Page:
AAA Expects Highest Memorial Day Road Travel In Years
More travelers will hit the road this Memorial Day weekend than any year since 2005.Road travel is expected to be up by more than 2 percent from 2016. In all, more than 1 million North Carolinians are expected to venture at least 50 miles from home. The top driving destination in the Carolinas: Myrtle Beach.
Drivers should be extra cautious over the weekend, according to AAA Spokeswoman Tiffany Wright, adding that doing so starts with getting plenty of rest before a long road trip and always designating a sober driver.
“One thing I don't think is as obvious is, getting behind that wheel and being distracted,” Wright said. “Eliminate distractions behind the wheel, such as cell phone use. You know, no texting while driving. Put the phone away, disconnect and drive as we like to say. Put those mobile devices down.”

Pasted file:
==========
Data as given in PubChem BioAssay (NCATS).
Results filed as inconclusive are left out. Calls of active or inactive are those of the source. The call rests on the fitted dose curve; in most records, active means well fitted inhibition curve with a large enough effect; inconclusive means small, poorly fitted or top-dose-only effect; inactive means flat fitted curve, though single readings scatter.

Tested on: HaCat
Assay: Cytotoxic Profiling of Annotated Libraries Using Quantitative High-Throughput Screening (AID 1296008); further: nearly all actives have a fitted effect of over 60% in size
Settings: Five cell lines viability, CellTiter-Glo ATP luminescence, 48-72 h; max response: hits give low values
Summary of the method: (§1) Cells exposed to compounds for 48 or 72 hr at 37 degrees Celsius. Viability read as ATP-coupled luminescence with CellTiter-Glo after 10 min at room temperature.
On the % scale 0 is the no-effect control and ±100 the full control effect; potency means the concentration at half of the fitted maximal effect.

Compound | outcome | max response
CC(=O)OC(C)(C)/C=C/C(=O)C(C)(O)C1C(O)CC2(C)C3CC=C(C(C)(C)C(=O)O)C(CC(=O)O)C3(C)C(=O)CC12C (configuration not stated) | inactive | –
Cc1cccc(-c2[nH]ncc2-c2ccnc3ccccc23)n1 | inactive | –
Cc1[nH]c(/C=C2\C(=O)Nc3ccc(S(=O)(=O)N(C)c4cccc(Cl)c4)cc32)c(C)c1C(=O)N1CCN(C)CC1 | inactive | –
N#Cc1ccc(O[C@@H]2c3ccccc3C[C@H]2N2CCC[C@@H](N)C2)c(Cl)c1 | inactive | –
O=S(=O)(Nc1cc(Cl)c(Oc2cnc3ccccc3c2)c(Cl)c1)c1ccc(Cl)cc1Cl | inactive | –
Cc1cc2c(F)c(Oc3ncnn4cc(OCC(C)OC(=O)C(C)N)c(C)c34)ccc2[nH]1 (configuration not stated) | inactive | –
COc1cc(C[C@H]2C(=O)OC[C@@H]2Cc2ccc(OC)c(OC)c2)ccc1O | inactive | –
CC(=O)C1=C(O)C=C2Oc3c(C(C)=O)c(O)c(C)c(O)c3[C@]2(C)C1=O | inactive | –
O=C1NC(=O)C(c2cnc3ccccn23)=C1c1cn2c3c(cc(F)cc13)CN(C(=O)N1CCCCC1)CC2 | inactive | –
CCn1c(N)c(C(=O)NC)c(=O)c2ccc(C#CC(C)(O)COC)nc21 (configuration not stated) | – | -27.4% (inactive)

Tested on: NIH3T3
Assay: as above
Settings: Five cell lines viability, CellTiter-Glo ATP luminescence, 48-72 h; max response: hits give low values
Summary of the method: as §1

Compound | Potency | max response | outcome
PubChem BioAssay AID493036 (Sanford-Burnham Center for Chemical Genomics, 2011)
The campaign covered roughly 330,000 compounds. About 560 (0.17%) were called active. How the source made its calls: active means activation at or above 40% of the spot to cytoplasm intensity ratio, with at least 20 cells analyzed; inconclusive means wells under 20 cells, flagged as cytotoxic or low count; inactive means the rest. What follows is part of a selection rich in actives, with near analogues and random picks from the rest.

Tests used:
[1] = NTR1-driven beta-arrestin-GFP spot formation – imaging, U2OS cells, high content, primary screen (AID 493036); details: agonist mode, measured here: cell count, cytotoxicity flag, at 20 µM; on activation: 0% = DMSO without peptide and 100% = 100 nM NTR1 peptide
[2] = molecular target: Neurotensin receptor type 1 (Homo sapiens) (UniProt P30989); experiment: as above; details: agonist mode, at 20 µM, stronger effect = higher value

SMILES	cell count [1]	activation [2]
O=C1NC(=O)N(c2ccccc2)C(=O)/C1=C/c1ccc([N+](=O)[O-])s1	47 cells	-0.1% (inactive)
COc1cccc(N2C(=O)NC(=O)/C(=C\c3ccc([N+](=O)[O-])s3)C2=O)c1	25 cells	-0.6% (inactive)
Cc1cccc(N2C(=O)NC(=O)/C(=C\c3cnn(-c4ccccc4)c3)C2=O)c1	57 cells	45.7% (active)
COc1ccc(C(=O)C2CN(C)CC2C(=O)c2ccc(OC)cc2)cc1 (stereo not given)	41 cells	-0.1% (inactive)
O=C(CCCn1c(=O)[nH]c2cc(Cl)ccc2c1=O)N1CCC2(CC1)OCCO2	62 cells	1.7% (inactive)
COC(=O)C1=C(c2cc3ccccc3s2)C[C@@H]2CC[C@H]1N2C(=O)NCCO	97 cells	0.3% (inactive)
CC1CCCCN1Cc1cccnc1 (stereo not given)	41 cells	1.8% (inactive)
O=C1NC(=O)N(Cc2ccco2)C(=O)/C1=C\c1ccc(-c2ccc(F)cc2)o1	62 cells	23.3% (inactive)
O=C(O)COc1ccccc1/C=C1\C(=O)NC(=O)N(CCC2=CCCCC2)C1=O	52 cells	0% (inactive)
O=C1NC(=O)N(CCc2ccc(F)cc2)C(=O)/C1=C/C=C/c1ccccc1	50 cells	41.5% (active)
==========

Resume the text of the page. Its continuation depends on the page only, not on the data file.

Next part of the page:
The North Carolina Department of Transportation reports that deadly collisions caused by distracted driving are on the rise.
AAA of the Carolinas says relatively low gas prices will bring higher than average road traffic for the holiday. Wright said the vast majority of weekend travelers will hit the road, and that means an increased risk of car accidents.
“Memorial Day weekend marks the beginning of the 100 deadliest days. That's the period when teen traffic deaths historically rise,” she said. “Be mindful of that. You're gonna have more teens on the road. More teens are out of school. You know, last year we had 20 North Carolina motorists die on our roads during this holiday.”
AAA recommends motorists get their vehicles inspected before a long trip and for no one to drive drunk or drowsy.